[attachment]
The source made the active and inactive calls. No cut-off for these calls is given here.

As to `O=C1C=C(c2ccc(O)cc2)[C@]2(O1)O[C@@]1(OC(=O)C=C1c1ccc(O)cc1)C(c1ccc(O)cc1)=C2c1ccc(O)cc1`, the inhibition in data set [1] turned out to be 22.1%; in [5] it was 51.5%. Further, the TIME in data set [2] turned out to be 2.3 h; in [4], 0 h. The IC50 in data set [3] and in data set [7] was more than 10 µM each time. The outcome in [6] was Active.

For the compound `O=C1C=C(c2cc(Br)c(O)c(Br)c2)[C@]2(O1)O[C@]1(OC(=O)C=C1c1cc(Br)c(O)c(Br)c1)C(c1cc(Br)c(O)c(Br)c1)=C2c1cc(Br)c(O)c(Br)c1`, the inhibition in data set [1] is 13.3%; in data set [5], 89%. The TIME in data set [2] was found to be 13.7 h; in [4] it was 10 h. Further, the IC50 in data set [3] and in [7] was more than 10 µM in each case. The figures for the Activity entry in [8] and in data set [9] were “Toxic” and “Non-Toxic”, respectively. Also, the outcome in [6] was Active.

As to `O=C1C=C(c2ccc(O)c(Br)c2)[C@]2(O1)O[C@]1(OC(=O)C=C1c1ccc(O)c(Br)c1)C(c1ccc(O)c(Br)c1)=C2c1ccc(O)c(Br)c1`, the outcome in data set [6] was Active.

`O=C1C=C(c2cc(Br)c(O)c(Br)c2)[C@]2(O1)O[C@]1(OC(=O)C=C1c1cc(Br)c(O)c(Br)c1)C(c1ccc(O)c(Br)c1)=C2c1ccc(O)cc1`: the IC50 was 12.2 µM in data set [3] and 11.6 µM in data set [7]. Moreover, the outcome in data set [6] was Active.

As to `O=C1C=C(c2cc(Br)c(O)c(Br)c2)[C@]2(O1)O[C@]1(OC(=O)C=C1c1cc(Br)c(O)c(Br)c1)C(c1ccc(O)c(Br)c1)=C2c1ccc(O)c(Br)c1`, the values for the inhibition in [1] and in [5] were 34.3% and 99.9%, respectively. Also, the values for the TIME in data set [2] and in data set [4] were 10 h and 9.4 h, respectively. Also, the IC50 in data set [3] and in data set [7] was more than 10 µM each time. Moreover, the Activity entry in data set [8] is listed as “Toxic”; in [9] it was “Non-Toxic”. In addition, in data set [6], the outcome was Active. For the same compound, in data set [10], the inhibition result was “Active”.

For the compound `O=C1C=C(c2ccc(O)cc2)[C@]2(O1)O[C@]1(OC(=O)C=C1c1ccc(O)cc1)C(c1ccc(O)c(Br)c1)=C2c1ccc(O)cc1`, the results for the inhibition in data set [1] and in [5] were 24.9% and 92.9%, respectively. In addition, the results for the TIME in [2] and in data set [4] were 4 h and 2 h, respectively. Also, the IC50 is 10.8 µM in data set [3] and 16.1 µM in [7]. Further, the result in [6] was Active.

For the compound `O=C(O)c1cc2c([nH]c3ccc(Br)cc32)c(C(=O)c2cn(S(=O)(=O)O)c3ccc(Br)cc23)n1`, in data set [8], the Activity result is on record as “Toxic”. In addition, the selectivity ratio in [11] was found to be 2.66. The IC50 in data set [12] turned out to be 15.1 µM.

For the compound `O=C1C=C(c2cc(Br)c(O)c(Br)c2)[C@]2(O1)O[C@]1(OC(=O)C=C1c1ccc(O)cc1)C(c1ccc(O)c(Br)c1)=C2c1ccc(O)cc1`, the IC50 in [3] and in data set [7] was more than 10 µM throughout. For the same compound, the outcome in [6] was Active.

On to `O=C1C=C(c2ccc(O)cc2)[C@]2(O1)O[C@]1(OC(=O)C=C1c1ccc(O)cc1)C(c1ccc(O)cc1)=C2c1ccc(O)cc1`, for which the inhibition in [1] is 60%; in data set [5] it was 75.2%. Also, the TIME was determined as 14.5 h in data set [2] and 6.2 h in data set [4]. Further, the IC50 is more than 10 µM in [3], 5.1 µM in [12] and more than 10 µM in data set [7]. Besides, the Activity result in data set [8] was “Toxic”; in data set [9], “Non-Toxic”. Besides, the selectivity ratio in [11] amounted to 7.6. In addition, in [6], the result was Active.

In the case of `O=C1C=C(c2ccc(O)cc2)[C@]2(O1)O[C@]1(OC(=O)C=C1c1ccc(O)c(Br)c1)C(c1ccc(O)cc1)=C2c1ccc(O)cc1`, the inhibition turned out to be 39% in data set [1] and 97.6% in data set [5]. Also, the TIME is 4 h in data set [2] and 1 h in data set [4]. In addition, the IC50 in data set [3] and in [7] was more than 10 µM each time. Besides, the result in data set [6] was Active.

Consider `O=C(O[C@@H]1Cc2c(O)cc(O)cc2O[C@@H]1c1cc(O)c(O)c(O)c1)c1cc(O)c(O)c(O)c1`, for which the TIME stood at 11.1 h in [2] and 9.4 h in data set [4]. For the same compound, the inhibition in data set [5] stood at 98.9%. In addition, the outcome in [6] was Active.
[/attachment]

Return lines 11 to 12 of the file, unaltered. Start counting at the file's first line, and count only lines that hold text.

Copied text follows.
In the case of `O=C1C=C(c2ccc(O)cc2)[C@]2(O1)O[C@]1(OC(=O)C=C1c1ccc(O)c(Br)c1)C(c1ccc(O)cc1)=C2c1ccc(O)cc1`, the inhibition turned out to be 39% in data set [1] and 97.6% in data set [5]. Also, the TIME is 4 h in data set [2] and 1 h in data set [4]. In addition, the IC50 in data set [3] and in [7] was more than 10 µM each time. Besides, the result in data set [6] was Active.

Consider `O=C(O[C@@H]1Cc2c(O)cc(O)cc2O[C@@H]1c1cc(O)c(O)c(O)c1)c1cc(O)c(O)c(O)c1`, for which the TIME stood at 11.1 h in [2] and 9.4 h in data set [4]. For the same compound, the inhibition in data set [5] stood at 98.9%. In addition, the outcome in [6] was Active.